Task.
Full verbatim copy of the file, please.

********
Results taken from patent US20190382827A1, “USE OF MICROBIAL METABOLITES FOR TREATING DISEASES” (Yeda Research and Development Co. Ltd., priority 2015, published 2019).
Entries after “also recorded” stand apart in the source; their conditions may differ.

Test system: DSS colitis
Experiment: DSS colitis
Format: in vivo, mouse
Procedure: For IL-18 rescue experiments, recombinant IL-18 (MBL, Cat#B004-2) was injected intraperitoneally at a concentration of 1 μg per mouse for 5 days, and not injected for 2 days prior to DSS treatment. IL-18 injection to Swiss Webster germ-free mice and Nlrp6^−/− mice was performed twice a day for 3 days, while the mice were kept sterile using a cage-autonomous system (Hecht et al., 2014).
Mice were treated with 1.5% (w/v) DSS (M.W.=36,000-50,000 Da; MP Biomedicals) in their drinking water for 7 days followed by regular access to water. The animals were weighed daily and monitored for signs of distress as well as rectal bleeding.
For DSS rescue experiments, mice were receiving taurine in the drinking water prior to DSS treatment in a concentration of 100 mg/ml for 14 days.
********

Results taken from patent US20190382827A1, “USE OF MICROBIAL METABOLITES FOR TREATING DISEASES” (Yeda Research and Development Co. Ltd., priority 2015, published 2019).
Entries after “also recorded” stand apart in the source; their conditions may differ.

Test system: DSS colitis
Experiment: DSS colitis
Format: in vivo, mouse
Procedure: For IL-18 rescue experiments, recombinant IL-18 (MBL, Cat#B004-2) was injected intraperitoneally at a concentration of 1 μg per mouse for 5 days, and not injected for 2 days prior to DSS treatment. IL-18 injection to Swiss Webster germ-free mice and Nlrp6^−/− mice was performed twice a day for 3 days, while the mice were kept sterile using a cage-autonomous system (Hecht et al., 2014).
Mice were treated with 1.5% (w/v) DSS (M.W.=36,000-50,000 Da; MP Biomedicals) in their drinking water for 7 days followed by regular access to water. The animals were weighed daily and monitored for signs of distress as well as rectal bleeding.
For DSS rescue experiments, mice were receiving taurine in the drinking water prior to DSS treatment in a concentration of 100 mg/ml for 14 days.